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Action urged to save Britain’s pubs

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A new study has found that almost a fifth of Britain’s pubs have closed down in the last few years because of tax and red-tape.

The report by the Institute of Economic Affairs think tank showed that the number of bars had plummeted from about 58,000 to 48,000 since 2006.

As well as a shift in culture towards drinking at home and healthier lifestyles, it blamed the “downward spiral” on the policies of both the Scottish and UK governments, such as the smoking ban and alcohol duty rises.

Solutions the group recommended included halving alcohol duty, cutting VAT from 20% to 15% and introducing a lower rate for food sold in pubs, and relaxing the smoking ban to permit smokers to use ventilated rooms.

Christopher Snowdon, the author of the report, said: “British pubs may be suffering from long-term cultural shifts, but government policies have hugely exacerbated this trend.

“Taxation and regulation have been the leading causes of the decimation of the UK pub industry since 2006.

“Taxes must be lowered, and one-size-fits-all policies like the current smoking ban must be reconsidered if we are to temper the rate of decline of the British pub.”

George MacLean, owner of the Castle Tavern and The Phoenix in Inverness, confirmed that the industry was under pressure.

“I’ve been in this business for quite a long time and it’s certainly going through a phase where it doesn’t get any easier,” he said.

“Legislation and the costs have been going against us and we’ve got to weather the storm.

“Rates are a big issue. You go and try and build a business up and then they clobber you.That’s something the government could look at.”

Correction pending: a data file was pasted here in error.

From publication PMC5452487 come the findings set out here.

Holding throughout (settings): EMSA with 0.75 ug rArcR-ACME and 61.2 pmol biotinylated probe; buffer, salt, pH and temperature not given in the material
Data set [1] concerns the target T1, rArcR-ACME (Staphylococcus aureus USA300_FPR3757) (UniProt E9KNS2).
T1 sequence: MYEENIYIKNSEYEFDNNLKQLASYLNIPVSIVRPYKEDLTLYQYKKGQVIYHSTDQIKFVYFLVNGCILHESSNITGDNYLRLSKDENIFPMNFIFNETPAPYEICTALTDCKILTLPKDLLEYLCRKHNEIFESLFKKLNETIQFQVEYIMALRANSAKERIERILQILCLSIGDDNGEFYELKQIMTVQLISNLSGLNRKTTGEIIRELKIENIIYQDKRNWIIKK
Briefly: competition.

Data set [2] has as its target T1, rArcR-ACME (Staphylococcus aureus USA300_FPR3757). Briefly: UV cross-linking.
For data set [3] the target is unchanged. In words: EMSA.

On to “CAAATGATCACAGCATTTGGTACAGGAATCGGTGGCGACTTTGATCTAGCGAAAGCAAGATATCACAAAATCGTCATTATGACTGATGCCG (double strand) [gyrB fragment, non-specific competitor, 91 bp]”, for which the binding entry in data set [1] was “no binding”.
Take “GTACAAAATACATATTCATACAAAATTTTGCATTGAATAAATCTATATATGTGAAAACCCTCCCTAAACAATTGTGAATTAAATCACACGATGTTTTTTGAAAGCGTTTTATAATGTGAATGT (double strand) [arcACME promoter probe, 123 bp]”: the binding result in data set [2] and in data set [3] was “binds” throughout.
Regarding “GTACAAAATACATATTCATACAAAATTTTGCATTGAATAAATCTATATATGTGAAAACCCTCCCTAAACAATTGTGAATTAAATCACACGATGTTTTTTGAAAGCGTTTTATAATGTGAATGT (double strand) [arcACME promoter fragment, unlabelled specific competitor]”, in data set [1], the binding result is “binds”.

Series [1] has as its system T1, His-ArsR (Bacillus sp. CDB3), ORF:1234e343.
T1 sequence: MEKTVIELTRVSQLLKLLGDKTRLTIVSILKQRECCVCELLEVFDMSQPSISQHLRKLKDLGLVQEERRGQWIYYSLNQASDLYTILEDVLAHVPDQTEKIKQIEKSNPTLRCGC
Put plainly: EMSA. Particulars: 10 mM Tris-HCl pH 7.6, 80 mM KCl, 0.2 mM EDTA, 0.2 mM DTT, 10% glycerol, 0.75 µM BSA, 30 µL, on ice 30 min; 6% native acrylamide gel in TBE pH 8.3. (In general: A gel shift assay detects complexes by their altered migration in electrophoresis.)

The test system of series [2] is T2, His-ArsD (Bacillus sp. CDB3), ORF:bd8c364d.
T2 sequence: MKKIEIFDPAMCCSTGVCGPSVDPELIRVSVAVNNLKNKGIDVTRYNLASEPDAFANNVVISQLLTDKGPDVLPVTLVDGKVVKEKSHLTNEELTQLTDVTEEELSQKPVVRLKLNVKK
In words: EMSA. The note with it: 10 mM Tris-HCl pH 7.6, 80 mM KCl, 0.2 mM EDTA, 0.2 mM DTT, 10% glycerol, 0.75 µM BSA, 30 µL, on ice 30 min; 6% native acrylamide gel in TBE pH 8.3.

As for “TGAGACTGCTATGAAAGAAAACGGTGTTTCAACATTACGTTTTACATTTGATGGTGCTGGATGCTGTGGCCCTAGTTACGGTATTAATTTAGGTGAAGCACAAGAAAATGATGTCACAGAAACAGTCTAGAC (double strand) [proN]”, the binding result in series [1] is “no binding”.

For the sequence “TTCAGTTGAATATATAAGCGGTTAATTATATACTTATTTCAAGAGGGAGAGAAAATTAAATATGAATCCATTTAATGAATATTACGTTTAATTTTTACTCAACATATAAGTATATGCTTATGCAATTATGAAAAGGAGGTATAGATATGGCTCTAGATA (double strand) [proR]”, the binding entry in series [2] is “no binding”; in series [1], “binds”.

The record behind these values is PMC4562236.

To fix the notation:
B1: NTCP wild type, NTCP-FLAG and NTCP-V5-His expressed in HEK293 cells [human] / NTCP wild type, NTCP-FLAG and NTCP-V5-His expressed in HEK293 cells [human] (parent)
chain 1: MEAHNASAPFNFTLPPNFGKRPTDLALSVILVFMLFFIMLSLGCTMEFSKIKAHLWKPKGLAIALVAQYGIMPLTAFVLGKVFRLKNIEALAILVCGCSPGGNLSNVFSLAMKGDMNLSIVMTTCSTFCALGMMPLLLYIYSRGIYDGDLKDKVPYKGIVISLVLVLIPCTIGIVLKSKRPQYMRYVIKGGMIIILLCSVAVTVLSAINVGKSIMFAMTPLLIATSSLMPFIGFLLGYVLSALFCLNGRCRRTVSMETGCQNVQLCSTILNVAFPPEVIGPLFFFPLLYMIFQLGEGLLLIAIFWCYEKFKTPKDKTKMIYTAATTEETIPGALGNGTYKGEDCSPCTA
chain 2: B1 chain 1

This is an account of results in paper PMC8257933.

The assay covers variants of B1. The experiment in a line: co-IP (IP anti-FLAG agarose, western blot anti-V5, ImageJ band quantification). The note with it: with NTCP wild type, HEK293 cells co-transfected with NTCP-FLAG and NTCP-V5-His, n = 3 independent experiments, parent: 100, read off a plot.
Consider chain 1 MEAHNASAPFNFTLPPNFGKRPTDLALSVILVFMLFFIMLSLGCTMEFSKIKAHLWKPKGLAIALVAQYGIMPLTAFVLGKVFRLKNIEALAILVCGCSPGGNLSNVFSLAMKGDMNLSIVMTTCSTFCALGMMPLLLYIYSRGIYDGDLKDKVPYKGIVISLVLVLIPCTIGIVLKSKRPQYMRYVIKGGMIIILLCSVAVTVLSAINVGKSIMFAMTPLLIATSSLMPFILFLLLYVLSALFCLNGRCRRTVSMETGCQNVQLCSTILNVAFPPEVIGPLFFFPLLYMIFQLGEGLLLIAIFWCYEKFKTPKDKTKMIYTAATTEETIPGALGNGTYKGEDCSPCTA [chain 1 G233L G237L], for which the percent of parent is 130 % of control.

Colin Cameron, owner of Aberdeen’s Masada, Kirkgate and Bridge bars and director of the City and Shire Licensed Trade Association, said: “The smoking ban obviously had an effect.

“I think drink-driving laws as well, going back 10 years.

“But the thing that’s had a real effect is that every company that goes around now has a no drink policy. I can see a change during the day, where previously guys would come in for a pint at lunch, that has stopped.

“People aren’t coming in to watch European football during the week either. We pay a heavy price to broadcast the Champions League but more people will go to the supermarket, buy a pack of beer and get their mates round.

“The other thing is a health issue. I think people are more concerned about health. I see guys that have been coming to the pub for 30 years who are drinking less because, you know, they want to stay around.

“I think some places are overpriced as well, although I wouldn’t include ourselves in that.”

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